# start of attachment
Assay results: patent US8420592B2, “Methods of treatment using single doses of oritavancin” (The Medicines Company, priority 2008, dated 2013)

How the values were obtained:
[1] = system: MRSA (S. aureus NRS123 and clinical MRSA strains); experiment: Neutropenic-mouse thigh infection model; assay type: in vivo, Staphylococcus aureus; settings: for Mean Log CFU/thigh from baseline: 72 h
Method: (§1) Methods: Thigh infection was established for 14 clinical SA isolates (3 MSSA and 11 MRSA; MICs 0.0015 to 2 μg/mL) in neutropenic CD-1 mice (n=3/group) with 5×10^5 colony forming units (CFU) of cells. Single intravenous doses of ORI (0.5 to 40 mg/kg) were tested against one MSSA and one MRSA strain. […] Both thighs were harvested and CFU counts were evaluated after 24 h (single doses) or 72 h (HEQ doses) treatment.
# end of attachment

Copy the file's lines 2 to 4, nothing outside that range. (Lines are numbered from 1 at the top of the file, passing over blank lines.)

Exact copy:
How the values were obtained:
[1] = system: MRSA (S. aureus NRS123 and clinical MRSA strains); experiment: Neutropenic-mouse thigh infection model; assay type: in vivo, Staphylococcus aureus; settings: for Mean Log CFU/thigh from baseline: 72 h
Method: (§1) Methods: Thigh infection was established for 14 clinical SA isolates (3 MSSA and 11 MRSA; MICs 0.0015 to 2 μg/mL) in neutropenic CD-1 mice (n=3/group) with 5×10^5 colony forming units (CFU) of cells. Single intravenous doses of ORI (0.5 to 40 mg/kg) were tested against one MSSA and one MRSA strain. […] Both thighs were harvested and CFU counts were evaluated after 24 h (single doses) or 72 h (HEQ doses) treatment.